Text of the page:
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I'm watching water with air bubbles flow through transparent plastic tubing. The inner diameter is a few mm. Bubbles typically are the same diameter as the tubing, with length about the same or up to several cm long. I am not sure what kind of plastic the hose is made of, but it's quite flexible. The general water flow rate varies but, guessing by eye, is in the range of about 1cm/sec to 10cm/sec.

Often the bubbles will stick in one place, or break apart with one portion staying stuck. The next bubble along may dislodge, but then it may stay stuck at the same place. I assume there's some sort of contamination or electrostatic charges to explain this. What exactly is the physics of this? What relations are there between the type of plastic (or other material), properties of the fluid, temperature, flow rate and so on?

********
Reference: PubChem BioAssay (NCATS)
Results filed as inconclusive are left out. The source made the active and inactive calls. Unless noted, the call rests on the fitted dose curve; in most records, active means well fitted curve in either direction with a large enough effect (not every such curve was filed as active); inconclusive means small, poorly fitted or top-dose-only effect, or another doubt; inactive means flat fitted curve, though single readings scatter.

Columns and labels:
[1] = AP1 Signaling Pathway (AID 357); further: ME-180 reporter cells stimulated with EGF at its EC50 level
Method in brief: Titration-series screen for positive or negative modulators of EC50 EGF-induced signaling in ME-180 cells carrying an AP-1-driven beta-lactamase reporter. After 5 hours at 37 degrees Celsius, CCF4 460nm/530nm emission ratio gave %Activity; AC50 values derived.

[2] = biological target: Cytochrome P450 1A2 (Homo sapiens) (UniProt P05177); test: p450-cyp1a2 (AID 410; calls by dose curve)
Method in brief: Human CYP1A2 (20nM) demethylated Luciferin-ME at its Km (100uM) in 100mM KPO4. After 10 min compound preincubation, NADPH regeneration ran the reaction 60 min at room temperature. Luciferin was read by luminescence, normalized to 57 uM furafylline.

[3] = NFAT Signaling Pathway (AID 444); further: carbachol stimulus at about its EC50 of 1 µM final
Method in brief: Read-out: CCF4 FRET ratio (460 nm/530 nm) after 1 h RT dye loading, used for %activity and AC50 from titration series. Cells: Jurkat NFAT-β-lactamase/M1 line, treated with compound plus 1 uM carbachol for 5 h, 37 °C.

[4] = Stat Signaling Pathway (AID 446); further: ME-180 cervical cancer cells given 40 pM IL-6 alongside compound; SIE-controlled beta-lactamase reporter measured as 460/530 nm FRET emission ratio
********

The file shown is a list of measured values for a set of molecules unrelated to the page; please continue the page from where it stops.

If the physics is understood well enough, is there a way to simulate this phenomenon numerically, as CFD or something? Does simulation software exist?

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It need not necessarily be contamination/charge; it may also be a microscopic defect in the body of the tube that is responsible. – Everyone Jan 5 '13 at 8:58

This is an example of nucleation; the phase transition is triggered by a (relatively) rough point on the fluid boundary, due to disruption of surface tension. In a system with smooth fluid boundaries, phase changes can be delayed due to the lack of nucleation sites.

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